Some have more dollars than sense, they say, so even companies that have no revenue, no profit, and a record of falling short, can easily find investors. And in their study titled Who Falls Prey to the Wolf of Wall Street?' Leuz et. al. found that it is 'quite common' for investors to lose money by buying into 'pump and dump' schemes.
If, on the other hand, you like companies that have revenue, and even earn profits, then you may well be interested in CVS Group (LON:CVSG). While that doesn't make the shares worth buying at any price, you can't deny that successful capitalism requires profit, eventually. In comparison, loss making companies act like a sponge for capital - but unlike such a sponge they do not always produce something when squeezed.
How Quickly Is CVS Group Increasing Earnings Per Share?
The market is a voting machine in the short term, but a weighing machine in the long term, so share price follows earnings per share (EPS) eventually. It's no surprise, then, that I like to invest in companies with EPS growth. Impressively, CVS Group has grown EPS by 19% per year, compound, in the last three years. This has no doubt fuelled the optimism that sees the stock trading on a high multiple of earnings.
I like to see top-line growth as an indication that growth is sustainable, and I look for a high earnings before interest and taxation (EBIT) margin to point to a competitive moat (though some companies with low margins also have moats). The good news is that CVS Group is growing revenues, and EBIT margins improved by 3.5 percentage points to 7.9%, over the last year. Ticking those two boxes is a good sign of growth, in my book.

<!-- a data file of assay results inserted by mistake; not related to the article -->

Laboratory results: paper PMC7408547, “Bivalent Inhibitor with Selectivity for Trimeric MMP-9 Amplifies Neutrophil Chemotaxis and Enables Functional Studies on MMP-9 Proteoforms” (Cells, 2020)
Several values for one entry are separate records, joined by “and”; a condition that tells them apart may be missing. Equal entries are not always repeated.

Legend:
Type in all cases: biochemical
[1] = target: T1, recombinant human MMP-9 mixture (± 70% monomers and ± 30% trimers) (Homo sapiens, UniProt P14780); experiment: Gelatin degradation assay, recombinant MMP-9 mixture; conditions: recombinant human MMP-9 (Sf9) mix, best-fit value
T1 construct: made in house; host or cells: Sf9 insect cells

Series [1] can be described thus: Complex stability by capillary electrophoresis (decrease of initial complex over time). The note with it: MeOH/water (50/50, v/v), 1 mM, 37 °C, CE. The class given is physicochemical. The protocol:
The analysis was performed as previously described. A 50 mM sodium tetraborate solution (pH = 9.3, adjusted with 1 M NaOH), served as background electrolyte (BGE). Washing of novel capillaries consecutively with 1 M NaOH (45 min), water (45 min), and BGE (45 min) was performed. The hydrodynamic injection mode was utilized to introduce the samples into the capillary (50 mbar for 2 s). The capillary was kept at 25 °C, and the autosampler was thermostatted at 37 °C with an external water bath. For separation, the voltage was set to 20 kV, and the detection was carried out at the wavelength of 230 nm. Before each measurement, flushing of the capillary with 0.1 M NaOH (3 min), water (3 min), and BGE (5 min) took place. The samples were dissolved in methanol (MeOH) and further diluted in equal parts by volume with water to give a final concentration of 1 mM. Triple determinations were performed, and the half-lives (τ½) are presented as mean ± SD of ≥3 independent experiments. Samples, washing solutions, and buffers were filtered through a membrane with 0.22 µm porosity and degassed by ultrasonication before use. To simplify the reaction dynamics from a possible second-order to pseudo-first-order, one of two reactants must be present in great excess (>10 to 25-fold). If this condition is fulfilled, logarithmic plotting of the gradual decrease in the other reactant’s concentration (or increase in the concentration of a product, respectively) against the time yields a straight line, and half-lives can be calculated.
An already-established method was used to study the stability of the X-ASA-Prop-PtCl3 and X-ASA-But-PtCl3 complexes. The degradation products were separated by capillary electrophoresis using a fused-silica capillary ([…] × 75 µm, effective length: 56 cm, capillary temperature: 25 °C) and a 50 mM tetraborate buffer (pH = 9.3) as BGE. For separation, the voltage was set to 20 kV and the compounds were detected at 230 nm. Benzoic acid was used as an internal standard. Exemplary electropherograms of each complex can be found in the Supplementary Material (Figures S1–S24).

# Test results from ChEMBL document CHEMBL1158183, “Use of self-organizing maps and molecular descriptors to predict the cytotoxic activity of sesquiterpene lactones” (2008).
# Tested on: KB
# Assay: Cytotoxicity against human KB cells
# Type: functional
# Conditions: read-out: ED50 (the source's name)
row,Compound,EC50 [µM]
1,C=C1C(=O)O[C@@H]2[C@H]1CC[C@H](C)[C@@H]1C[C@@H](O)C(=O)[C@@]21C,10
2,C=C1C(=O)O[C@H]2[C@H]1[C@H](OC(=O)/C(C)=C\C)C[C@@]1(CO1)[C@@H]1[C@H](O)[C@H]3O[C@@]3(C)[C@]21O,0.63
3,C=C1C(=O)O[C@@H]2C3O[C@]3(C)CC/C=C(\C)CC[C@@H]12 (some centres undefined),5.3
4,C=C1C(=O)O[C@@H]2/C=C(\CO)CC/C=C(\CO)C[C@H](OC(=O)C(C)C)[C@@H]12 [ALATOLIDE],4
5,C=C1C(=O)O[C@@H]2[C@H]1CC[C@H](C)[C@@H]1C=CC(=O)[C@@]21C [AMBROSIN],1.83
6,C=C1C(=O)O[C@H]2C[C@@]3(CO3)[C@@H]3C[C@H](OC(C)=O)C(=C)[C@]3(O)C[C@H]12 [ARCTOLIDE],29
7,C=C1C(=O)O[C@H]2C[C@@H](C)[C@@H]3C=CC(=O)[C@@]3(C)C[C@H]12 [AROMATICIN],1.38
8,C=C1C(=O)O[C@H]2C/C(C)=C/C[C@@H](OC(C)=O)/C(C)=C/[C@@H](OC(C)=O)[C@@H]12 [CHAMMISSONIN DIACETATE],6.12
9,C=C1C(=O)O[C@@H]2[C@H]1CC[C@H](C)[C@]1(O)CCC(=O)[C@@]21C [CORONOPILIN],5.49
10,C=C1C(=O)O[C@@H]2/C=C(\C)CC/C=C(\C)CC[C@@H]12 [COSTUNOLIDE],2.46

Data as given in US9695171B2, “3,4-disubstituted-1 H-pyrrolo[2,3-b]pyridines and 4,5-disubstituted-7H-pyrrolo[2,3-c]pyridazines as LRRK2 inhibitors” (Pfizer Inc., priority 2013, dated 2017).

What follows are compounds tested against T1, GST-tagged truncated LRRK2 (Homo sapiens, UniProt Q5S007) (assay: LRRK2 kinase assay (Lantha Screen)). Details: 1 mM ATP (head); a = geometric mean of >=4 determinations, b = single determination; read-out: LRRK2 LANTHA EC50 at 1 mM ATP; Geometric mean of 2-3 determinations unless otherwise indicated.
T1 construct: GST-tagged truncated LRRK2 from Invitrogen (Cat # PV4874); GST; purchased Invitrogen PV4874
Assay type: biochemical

You can take a look at the company's revenue and earnings growth trend, in the chart below. Click on the chart to see the exact numbers.
While we live in the present moment at all times, there's no doubt in my mind that the future matters more than the past. So why not check this interactive chart depicting future EPS estimates, for CVS Group?
Are CVS Group Insiders Aligned With All Shareholders?
Like the kids in the streets standing up for their beliefs, insider share purchases give me reason to believe in a brighter future. That's because insider buying often indicates that those closest to the company have confidence that the share price will perform well. However, small purchases are not always indicative of conviction, and insiders don't always get it right.
It's good to see CVS Group insiders walking the walk, by spending UK£147k on shares in just twelve months. And when you consider that there was no insider selling, you can understand why shareholders might believe that lady luck will grace this business. We also note that it was the Independent Non-Executive Chairman, Richard Connell, who made the biggest single acquisition, paying UK£90k for shares at about UK£18.08 each.
Should You Add CVS Group To Your Watchlist?
Given my belief that share price follows earnings per share you can easily imagine how I feel about CVS Group's strong EPS growth. Not only is that growth rate rather juicy, but the insider buying makes my mouth water. To put it succinctly; CVS Group is a strong candidate for your watchlist. It is worth noting though that we have found 1 warning sign for CVS Group that you need to take into consideration.
There are plenty of other companies that have insiders buying up shares. So if you like the sound of CVS Group, you'll probably love this free list of growing companies that insiders are buying.
Please note the insider transactions discussed in this article refer to reportable transactions in the relevant jurisdiction.
This article by Simply Wall St is general in nature. We provide commentary based on historical data and analyst forecasts only using an unbiased methodology and our articles are not intended to be financial advice. It does not constitute a recommendation to buy or sell any stock, and does not take account of your objectives, or your financial situation. We aim to bring you long-term focused analysis driven by fundamental data. Note that our analysis may not factor in the latest price-sensitive company announcements or qualitative material. Simply Wall St has no position in any stocks mentioned.
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